When Eyes Close, Legs Open

It started as a timid question—ironic, really, given the straightforward stipulations of our
arrangement. 

We’d previously talked about how
we both wanted to try new things in bed and experiment with kink, and we figured
we’d start with the milder stuff and go from there. On this particular night,
we were hooking up when my partner got up from the bed for a moment; I thought
he was getting water, but he returned with a necktie and sheepishly held it out
to me, request implied. 

I was delighted about the idea
and snatched it from him to blindfold myself. After that, I found that I was
basically in his hands; I had to trust him completely. 

The experience itself was wholly foreign and unknown to me. I felt like I had to relearn how to do everything without the
assistance of sight. Every touch was a surprise, and the mystery of what would
happen next was enticing. Somehow, the
sensation of something as simple as a hand on my back felt entirely different
when I couldn’t see. 

He traced
my curves with his fingers so I could begin to familiarize myself with this
new frame of mind. I suddenly became acutely aware of the folds in the bed
sheets beneath me, and the weak breeze floating in through the window to my
right. I let my hands drift over his chest and stomach, trying to identify known
features.

He carefully guided my body with
his hands, and although I was so clumsy in the beginning that I fell off the
bed, I was eventually able to follow his movements and reciprocate without
being able to see him. Even the full forfeit of control was beneficial; as
someone who tries to be in control of herself whenever possible, I’ve found
that it’s hugely rewarding to let someone else hold the reigns
(figuratively!) and not know what to expect from it.

Sighted
people tend to become so dependent on vision that we often don’t consider it a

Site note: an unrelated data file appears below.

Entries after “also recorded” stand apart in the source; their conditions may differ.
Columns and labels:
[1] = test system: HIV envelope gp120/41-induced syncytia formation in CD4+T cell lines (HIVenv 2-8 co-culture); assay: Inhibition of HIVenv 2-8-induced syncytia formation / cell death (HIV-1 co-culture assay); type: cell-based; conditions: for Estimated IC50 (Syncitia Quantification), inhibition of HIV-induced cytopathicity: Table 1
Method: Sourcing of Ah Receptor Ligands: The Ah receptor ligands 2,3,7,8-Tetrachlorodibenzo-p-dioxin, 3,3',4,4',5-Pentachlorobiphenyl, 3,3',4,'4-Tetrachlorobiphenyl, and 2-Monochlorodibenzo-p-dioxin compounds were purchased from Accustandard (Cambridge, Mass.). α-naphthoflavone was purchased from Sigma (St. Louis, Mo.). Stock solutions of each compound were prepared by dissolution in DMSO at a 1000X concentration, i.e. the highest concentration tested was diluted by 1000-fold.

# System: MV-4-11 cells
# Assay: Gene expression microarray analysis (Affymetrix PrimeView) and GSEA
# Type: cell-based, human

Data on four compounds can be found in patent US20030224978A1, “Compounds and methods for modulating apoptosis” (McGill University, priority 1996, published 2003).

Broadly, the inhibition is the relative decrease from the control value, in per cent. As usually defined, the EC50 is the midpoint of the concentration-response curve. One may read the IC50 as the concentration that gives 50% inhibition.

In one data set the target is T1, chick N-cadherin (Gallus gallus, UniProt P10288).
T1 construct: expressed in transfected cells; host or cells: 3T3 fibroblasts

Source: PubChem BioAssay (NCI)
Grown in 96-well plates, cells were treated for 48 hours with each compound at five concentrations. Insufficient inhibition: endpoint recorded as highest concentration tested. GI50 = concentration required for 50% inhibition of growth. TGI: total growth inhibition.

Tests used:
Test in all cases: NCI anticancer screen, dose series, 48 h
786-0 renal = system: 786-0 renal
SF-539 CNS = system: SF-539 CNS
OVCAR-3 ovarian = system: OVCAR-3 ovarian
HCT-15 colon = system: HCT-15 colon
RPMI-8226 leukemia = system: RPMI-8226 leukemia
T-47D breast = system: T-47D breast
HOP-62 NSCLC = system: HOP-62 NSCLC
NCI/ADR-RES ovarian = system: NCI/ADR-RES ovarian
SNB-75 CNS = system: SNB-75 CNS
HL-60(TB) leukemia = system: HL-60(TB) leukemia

voluntary decision to use our eyesight as sensory input. Without practice, most of us would
struggle to maneuver life with no vision. Try closing your eyes and walking
from one side of the room to the other, and you’ll see what I mean. 

Our vision provides a sense of
the familiar, of security. It also helps to inform how we position our bodies
relative to everything and everyone else. We recognize people, places and
things by their appearance; we orient ourselves in space based on what we can
see in the area. 

When eyesight is taken out of the
equation, however, the result can be stunning on a sensory level. We played
with textures and feels, hands and hair and tongues and ties. Because I have
come to depend on sight so heavily as an orienting device, I suddenly
experienced a shocking unawareness, an uncertainty even, of my own
surroundings. Walls and pillows popped up where they hadn’t been before, and the room momentarily shifted into chaos.

Personally, I found that limiting
my sight provided an inviting platform for other senses to take charge—specifically
touch. I felt everything more
acutely. Being deprived of one sense causes the others to intensify in power
and sensitivity, and it can be so rewarding to play with this edge during sex. Using
a variety of textures while blindfolded is incredibly stimulating. When I’m
blindfolded, I’m completely dependent on my partner to tell me where I am, but
this is much more than a simple fear impulse.

Being blindfolded, or otherwise
voluntarily vision-impaired, means that I have to feel safe with my partner and fully trust them. I would never choose to impair or restrict myself in any
way in the company of someone with whom I don’t feel completely safe. That
said, I genuinely enjoy the activity as a release of control, a trust exercise,
and practice for my other senses. It’s also really entertaining. 

—Jenny Taylia

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